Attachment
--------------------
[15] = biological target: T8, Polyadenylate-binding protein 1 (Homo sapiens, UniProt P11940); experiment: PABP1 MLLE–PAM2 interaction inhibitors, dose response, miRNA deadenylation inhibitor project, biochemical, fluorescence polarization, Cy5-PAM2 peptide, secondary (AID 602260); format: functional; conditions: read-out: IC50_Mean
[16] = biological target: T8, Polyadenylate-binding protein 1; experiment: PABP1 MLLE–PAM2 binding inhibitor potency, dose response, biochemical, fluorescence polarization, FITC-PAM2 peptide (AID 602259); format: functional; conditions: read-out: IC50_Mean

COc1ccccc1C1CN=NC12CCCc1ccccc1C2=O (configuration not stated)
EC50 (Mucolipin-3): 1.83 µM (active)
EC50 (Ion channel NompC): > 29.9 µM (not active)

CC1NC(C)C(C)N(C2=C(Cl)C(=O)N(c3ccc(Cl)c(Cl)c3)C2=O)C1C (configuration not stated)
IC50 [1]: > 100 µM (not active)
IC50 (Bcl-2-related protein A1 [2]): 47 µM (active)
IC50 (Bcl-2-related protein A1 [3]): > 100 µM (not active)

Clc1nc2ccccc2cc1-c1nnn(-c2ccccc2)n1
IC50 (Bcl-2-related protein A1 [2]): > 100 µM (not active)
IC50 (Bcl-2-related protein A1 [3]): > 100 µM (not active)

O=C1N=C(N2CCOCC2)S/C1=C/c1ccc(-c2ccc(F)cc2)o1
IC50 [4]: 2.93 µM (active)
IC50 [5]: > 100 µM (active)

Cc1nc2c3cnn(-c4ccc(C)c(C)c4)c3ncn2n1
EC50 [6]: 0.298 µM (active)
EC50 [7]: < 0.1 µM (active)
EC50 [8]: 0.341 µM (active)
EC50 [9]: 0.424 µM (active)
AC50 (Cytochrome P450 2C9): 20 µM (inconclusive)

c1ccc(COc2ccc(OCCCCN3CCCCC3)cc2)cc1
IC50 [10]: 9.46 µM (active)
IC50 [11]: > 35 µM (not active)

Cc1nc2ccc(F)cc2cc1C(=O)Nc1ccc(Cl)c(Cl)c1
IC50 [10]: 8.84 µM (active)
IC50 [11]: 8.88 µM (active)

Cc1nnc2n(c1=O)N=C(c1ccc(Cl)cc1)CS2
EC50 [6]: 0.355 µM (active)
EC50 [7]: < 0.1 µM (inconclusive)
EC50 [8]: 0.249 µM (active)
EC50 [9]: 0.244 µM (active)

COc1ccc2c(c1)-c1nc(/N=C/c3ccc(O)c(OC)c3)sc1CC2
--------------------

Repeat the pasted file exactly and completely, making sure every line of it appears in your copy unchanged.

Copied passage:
[15] = biological target: T8, Polyadenylate-binding protein 1 (Homo sapiens, UniProt P11940); experiment: PABP1 MLLE–PAM2 interaction inhibitors, dose response, miRNA deadenylation inhibitor project, biochemical, fluorescence polarization, Cy5-PAM2 peptide, secondary (AID 602260); format: functional; conditions: read-out: IC50_Mean
[16] = biological target: T8, Polyadenylate-binding protein 1; experiment: PABP1 MLLE–PAM2 binding inhibitor potency, dose response, biochemical, fluorescence polarization, FITC-PAM2 peptide (AID 602259); format: functional; conditions: read-out: IC50_Mean

COc1ccccc1C1CN=NC12CCCc1ccccc1C2=O (configuration not stated)
EC50 (Mucolipin-3): 1.83 µM (active)
EC50 (Ion channel NompC): > 29.9 µM (not active)

CC1NC(C)C(C)N(C2=C(Cl)C(=O)N(c3ccc(Cl)c(Cl)c3)C2=O)C1C (configuration not stated)
IC50 [1]: > 100 µM (not active)
IC50 (Bcl-2-related protein A1 [2]): 47 µM (active)
IC50 (Bcl-2-related protein A1 [3]): > 100 µM (not active)

Clc1nc2ccccc2cc1-c1nnn(-c2ccccc2)n1
IC50 (Bcl-2-related protein A1 [2]): > 100 µM (not active)
IC50 (Bcl-2-related protein A1 [3]): > 100 µM (not active)

O=C1N=C(N2CCOCC2)S/C1=C/c1ccc(-c2ccc(F)cc2)o1
IC50 [4]: 2.93 µM (active)
IC50 [5]: > 100 µM (active)

Cc1nc2c3cnn(-c4ccc(C)c(C)c4)c3ncn2n1
EC50 [6]: 0.298 µM (active)
EC50 [7]: < 0.1 µM (active)
EC50 [8]: 0.341 µM (active)
EC50 [9]: 0.424 µM (active)
AC50 (Cytochrome P450 2C9): 20 µM (inconclusive)

c1ccc(COc2ccc(OCCCCN3CCCCC3)cc2)cc1
IC50 [10]: 9.46 µM (active)
IC50 [11]: > 35 µM (not active)

Cc1nc2ccc(F)cc2cc1C(=O)Nc1ccc(Cl)c(Cl)c1
IC50 [10]: 8.84 µM (active)
IC50 [11]: 8.88 µM (active)

Cc1nnc2n(c1=O)N=C(c1ccc(Cl)cc1)CS2
EC50 [6]: 0.355 µM (active)
EC50 [7]: < 0.1 µM (inconclusive)
EC50 [8]: 0.249 µM (active)
EC50 [9]: 0.244 µM (active)

COc1ccc2c(c1)-c1nc(/N=C/c3ccc(O)c(OC)c3)sc1CC2